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I Used to Want to Be a Doctor. Here’s How I Serve Others in the Tech Industry Instead

Katie Branch

Katie Branch

When I was younger, I pictured myself in a career where I could be of service to other people — and the medical field felt like a perfect fit.

But I didn’t end up becoming a nurse, doctor or physical therapist. Instead, I’m a senior manager in the technology industry, a career path my teenage self never would have imagined. Although I’m not saving lives in the ER or finding the cure for cancer, I have found ways to be of service to young people entering the tech space — which I didn’t realize was so important until I entered the field.

Workplace biases persist, even in 2022

IT came naturally to me in college, so pursuing a career in tech seemed like an easy decision. But my first tech role taught me how few minorities like myself there were in my chosen field. At the time, I was one of the only women or people of color at the organization. I also realized that certain ideas and opinions were considered more or less important depending on who they came from — largely based on the seniority, gender and race of the person speaking.

Unfortunately, biases in the workplace are a universal experience for women, especially women of color. For example, Ensono’s 2020 Speak Up Report revealed that 59% of women of color have experienced discrimination at a tech conference, compared to only 43% of white women. Both of those percentages are too high — they should be significantly lower. In a perfect world, women would experience no amount of discrimination in the workplace.

Throughout my career, I have faced countless instances of bias and those experiences made me doubt myself. Whether the people I encountered were intentional in their actions and words, I wondered whether I even belonged in the IT field.

I could have quit early in my career, but I don’t give up that easily. I stayed focused and driven, and I tried not to let instances of bias affect me. Eventually I found my place in the tech industry.

I discovered a way to serve others in the tech industry and you can, too

As a Senior Manager for Training and Development, I work with up-and-coming IT professionals partaking in Ensono’s Mainframe Academy. In addition to developing the program, I work closely with young participants — typically fresh out of or still in college — to help foster professional and personal growth.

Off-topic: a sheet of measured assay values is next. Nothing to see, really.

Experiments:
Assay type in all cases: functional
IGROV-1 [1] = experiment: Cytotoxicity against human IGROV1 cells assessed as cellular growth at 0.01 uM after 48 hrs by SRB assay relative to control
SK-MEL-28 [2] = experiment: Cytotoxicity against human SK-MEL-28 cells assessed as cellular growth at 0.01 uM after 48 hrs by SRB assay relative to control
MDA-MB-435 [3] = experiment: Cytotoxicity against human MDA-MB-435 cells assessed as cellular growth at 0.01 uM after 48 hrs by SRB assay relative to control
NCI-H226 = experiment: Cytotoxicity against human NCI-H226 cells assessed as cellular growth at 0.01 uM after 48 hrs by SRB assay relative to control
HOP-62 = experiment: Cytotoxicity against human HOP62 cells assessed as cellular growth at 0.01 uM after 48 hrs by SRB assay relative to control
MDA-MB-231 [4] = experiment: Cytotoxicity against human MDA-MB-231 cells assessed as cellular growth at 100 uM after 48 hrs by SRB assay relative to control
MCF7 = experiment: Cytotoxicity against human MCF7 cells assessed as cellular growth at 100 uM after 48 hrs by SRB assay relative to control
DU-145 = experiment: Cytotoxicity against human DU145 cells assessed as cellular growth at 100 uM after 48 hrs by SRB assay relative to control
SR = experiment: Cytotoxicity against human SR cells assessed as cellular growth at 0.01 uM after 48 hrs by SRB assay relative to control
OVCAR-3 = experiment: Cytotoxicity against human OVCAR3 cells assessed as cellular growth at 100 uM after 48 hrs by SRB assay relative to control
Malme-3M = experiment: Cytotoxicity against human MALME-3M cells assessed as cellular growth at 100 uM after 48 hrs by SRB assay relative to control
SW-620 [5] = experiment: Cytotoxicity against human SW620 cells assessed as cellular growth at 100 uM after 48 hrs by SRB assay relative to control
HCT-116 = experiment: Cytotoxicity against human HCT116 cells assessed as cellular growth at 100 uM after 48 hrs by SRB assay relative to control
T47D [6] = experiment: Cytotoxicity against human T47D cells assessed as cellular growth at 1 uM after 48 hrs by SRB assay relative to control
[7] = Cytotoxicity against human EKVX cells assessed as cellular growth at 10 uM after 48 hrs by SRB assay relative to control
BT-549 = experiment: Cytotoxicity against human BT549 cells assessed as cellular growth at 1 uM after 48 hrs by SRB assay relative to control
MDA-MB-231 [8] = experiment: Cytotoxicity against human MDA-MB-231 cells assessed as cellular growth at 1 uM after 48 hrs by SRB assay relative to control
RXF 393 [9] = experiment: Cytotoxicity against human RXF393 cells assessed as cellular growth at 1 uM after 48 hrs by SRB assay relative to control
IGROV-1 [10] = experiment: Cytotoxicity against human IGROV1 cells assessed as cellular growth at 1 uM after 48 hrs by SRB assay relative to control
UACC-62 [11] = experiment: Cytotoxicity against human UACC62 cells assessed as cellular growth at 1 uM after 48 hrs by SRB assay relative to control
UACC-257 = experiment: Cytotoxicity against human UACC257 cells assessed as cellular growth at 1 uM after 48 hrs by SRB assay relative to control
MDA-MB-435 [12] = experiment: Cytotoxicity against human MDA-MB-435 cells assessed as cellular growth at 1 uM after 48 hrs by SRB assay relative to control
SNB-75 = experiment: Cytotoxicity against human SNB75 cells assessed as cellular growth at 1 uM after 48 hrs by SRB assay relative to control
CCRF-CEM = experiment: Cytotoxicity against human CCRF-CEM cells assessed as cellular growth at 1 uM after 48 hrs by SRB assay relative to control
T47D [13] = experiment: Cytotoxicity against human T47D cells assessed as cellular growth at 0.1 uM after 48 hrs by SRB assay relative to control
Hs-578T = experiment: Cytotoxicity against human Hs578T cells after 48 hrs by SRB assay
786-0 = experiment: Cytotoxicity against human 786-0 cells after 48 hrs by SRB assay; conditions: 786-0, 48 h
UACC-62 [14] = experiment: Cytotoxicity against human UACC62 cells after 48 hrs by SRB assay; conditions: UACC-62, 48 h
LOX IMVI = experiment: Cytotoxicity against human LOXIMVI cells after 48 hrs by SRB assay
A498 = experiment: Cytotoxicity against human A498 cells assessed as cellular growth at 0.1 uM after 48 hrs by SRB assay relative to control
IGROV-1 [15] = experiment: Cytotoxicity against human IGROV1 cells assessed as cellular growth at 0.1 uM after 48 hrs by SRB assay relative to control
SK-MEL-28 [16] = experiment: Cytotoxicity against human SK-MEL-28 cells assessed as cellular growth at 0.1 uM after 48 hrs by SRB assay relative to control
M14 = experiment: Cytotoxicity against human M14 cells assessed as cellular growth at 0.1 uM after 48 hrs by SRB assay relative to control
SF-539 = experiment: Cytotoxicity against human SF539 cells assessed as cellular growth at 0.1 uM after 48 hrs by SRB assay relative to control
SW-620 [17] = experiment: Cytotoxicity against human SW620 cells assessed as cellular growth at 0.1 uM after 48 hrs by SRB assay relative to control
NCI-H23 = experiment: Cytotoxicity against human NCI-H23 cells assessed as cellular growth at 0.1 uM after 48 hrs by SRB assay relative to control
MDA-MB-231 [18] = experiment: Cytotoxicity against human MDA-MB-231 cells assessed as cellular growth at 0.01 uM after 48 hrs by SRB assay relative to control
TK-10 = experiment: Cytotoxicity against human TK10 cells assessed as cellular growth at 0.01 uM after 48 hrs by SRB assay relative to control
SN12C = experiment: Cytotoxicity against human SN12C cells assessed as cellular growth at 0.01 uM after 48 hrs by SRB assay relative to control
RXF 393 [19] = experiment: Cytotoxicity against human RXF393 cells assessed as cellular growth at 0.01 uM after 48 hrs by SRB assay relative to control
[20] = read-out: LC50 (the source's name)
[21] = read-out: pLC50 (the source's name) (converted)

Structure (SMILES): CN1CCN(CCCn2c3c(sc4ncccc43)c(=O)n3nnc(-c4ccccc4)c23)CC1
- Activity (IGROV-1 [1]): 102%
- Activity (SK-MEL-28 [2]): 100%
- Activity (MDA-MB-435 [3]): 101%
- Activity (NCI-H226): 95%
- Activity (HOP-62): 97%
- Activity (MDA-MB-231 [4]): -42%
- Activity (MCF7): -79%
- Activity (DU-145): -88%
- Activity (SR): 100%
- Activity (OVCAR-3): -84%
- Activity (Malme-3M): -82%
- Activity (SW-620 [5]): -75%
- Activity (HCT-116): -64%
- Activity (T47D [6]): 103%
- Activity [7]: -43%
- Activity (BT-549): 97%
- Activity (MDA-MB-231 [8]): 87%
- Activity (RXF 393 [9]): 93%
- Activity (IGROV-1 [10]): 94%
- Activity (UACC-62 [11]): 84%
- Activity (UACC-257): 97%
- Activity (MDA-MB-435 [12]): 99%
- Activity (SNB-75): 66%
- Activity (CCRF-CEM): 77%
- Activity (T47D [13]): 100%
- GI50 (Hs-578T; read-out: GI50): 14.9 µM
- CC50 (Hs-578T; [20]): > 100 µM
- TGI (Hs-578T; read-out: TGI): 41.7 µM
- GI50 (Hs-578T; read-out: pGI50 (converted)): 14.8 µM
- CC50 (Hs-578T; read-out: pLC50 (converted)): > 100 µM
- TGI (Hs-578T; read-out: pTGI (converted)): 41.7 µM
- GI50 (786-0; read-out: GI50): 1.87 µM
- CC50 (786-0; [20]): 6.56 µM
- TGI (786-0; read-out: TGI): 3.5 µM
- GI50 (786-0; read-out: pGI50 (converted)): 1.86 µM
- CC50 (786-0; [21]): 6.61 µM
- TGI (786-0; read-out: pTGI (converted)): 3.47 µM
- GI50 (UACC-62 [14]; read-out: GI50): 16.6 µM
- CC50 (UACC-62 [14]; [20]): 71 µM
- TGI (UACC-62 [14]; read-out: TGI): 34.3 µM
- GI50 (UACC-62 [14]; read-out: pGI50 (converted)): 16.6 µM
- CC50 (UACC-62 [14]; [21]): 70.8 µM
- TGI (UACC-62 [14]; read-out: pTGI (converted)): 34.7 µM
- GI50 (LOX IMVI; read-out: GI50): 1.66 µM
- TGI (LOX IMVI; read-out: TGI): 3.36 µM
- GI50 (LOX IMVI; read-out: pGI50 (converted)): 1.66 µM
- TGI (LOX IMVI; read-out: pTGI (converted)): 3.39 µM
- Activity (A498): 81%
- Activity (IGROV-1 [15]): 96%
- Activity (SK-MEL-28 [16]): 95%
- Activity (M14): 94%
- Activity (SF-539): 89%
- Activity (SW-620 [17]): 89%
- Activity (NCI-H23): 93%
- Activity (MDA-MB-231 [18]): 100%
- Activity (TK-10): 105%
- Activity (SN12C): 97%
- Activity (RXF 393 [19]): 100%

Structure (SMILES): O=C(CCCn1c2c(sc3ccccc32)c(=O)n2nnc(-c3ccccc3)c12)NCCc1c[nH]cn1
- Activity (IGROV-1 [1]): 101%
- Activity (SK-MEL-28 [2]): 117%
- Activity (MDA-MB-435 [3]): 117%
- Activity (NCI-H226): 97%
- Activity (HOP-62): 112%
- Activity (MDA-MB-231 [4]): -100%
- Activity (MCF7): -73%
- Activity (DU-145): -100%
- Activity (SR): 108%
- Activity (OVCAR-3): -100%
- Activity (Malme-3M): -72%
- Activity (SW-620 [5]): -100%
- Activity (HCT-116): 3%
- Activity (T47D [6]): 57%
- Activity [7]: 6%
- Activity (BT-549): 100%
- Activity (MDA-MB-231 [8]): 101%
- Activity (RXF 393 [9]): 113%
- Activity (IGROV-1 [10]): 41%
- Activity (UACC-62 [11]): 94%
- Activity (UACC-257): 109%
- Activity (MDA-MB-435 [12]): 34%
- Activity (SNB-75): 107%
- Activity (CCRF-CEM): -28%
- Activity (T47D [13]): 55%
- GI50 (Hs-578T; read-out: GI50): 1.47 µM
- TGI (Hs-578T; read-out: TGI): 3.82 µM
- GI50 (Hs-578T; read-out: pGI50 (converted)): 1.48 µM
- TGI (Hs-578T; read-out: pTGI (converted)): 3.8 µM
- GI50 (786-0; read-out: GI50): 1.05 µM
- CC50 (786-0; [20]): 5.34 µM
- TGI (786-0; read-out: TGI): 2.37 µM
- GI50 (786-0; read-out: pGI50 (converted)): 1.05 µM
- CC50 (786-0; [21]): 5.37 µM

My career allows me to mentor young professionals who are experiencing many of the challenges I faced and I’m able to use my experiences to help these young adults navigate their careers. Here a few pieces of advice for putting service at the core of your career:

  1. Be a leader, regardless of your title. A piece of advice I give individuals in the Mainframe Academy is to take on leadership responsibilities, even if leadership isn’t in your official job title or description. And this advice applies to anyone: Don’t be afraid to speak up or spearhead a project if it’s something you’re passionate about. Just because you’re young doesn’t mean you don’t have something valuable to offer.
  2. Encourage people to talk about difficult issues. It wasn’t until later in my career that I felt comfortable advocating for myself and others. So, I don’t expect entry-level employees to always know which actions to take in the event of a workplace issue, which is why it’s important to encourage them to speak up. Virtual communication makes difficult conversations even more challenging, but it’s important to talk about tough topics so everyone has an opportunity to act. Encourage younger employees to bring their concerns to their managers or to HR — both parties should have an open-door policy for these types of conversations.
  3. Promote diversity. You can’t solve challenges related to diversity and inclusion without a diverse task force supporting your efforts. In fact, diverse representation is important in every business initiative, whether it’s DEI-related or not. Before implementing any new initiatives or strategies, solicit feedback from people with diverse backgrounds and viewpoints. They may be able to flag potential opportunities or issues that you missed.

Although I didn’t set out to become a senior manager at a tech company, it’s a career path I appreciate more every day. Rather than being stuck in the past, this role has allowed me to turn my negative experiences into positive action by helping the young people around me advocate for themselves — which is critical in creating a more inclusive future for the tech industry.

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